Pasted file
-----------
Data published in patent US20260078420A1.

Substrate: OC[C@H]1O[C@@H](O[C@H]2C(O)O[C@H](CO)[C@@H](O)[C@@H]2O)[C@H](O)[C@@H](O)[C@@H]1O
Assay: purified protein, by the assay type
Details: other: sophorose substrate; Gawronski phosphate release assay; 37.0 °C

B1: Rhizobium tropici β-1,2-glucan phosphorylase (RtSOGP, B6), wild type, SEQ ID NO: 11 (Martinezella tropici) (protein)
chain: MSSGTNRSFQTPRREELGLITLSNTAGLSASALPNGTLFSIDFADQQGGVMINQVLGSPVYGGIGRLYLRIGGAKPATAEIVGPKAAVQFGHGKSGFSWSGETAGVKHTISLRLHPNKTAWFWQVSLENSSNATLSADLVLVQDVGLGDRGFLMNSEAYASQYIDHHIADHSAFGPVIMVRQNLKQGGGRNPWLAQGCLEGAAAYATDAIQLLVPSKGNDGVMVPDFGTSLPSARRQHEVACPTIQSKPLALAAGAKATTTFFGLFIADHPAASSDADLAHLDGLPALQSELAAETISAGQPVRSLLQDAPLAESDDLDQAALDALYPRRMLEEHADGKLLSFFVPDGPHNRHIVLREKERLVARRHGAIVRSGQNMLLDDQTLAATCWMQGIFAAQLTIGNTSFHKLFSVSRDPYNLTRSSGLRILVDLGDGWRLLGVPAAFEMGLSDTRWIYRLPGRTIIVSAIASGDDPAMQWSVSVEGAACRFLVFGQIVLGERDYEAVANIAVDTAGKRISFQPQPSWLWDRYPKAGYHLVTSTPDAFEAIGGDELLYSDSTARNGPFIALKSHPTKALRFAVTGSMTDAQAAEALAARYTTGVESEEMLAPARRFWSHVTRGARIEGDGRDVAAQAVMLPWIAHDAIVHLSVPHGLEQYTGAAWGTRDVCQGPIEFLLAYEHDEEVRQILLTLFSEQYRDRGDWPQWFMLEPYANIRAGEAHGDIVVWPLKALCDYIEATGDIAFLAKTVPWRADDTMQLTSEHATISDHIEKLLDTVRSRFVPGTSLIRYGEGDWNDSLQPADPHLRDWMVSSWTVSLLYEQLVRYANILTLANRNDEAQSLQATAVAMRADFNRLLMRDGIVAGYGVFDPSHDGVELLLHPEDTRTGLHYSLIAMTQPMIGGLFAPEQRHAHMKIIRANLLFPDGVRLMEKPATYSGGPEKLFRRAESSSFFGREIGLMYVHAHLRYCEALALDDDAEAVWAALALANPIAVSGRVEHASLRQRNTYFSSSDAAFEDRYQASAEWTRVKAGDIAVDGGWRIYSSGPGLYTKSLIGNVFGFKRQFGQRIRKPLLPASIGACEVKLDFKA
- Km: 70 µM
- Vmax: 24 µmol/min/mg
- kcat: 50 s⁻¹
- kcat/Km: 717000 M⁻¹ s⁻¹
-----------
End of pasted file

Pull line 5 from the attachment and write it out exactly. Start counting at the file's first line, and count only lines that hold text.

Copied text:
B1: Rhizobium tropici β-1,2-glucan phosphorylase (RtSOGP, B6), wild type, SEQ ID NO: 11 (Martinezella tropici) (protein)